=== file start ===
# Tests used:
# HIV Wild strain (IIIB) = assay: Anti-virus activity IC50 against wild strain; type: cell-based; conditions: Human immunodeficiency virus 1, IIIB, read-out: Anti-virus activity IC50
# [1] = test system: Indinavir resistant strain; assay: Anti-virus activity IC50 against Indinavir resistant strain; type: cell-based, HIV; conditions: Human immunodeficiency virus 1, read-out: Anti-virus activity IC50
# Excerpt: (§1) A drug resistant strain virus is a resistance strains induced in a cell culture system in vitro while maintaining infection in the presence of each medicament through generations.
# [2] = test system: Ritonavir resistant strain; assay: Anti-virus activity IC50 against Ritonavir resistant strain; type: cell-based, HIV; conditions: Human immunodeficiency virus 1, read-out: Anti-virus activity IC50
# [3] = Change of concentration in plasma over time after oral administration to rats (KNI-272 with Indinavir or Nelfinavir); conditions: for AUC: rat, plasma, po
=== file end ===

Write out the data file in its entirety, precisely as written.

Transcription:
# Tests used:
# HIV Wild strain (IIIB) = assay: Anti-virus activity IC50 against wild strain; type: cell-based; conditions: Human immunodeficiency virus 1, IIIB, read-out: Anti-virus activity IC50
# [1] = test system: Indinavir resistant strain; assay: Anti-virus activity IC50 against Indinavir resistant strain; type: cell-based, HIV; conditions: Human immunodeficiency virus 1, read-out: Anti-virus activity IC50
# Excerpt: (§1) A drug resistant strain virus is a resistance strains induced in a cell culture system in vitro while maintaining infection in the presence of each medicament through generations.
# [2] = test system: Ritonavir resistant strain; assay: Anti-virus activity IC50 against Ritonavir resistant strain; type: cell-based, HIV; conditions: Human immunodeficiency virus 1, read-out: Anti-virus activity IC50
# [3] = Change of concentration in plasma over time after oral administration to rats (KNI-272 with Indinavir or Nelfinavir); conditions: for AUC: rat, plasma, po